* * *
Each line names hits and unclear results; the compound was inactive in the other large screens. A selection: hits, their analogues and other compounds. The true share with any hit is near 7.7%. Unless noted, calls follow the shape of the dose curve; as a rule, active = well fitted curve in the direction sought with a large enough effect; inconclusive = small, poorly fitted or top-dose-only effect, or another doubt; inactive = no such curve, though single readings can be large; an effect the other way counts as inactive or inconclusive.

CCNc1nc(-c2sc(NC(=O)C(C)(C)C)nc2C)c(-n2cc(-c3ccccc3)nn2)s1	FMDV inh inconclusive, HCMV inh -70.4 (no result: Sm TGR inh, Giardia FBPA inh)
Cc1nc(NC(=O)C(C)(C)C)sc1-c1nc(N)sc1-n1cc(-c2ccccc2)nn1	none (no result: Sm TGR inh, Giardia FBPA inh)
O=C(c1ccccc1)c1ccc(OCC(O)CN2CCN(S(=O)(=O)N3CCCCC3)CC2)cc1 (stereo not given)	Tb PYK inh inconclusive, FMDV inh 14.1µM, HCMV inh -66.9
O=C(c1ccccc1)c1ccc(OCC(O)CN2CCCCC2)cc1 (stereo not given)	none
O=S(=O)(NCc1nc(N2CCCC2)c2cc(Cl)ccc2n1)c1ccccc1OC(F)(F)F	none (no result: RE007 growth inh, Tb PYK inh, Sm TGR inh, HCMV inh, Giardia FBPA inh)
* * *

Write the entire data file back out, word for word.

Each line names hits and unclear results; the compound was inactive in the other large screens. A selection: hits, their analogues and other compounds. The true share with any hit is near 7.7%. Unless noted, calls follow the shape of the dose curve; as a rule, active = well fitted curve in the direction sought with a large enough effect; inconclusive = small, poorly fitted or top-dose-only effect, or another doubt; inactive = no such curve, though single readings can be large; an effect the other way counts as inactive or inconclusive.

CCNc1nc(-c2sc(NC(=O)C(C)(C)C)nc2C)c(-n2cc(-c3ccccc3)nn2)s1	FMDV inh inconclusive, HCMV inh -70.4 (no result: Sm TGR inh, Giardia FBPA inh)
Cc1nc(NC(=O)C(C)(C)C)sc1-c1nc(N)sc1-n1cc(-c2ccccc2)nn1	none (no result: Sm TGR inh, Giardia FBPA inh)
O=C(c1ccccc1)c1ccc(OCC(O)CN2CCN(S(=O)(=O)N3CCCCC3)CC2)cc1 (stereo not given)	Tb PYK inh inconclusive, FMDV inh 14.1µM, HCMV inh -66.9
O=C(c1ccccc1)c1ccc(OCC(O)CN2CCCCC2)cc1 (stereo not given)	none
O=S(=O)(NCc1nc(N2CCCC2)c2cc(Cl)ccc2n1)c1ccccc1OC(F)(F)F	none (no result: RE007 growth inh, Tb PYK inh, Sm TGR inh, HCMV inh, Giardia FBPA inh)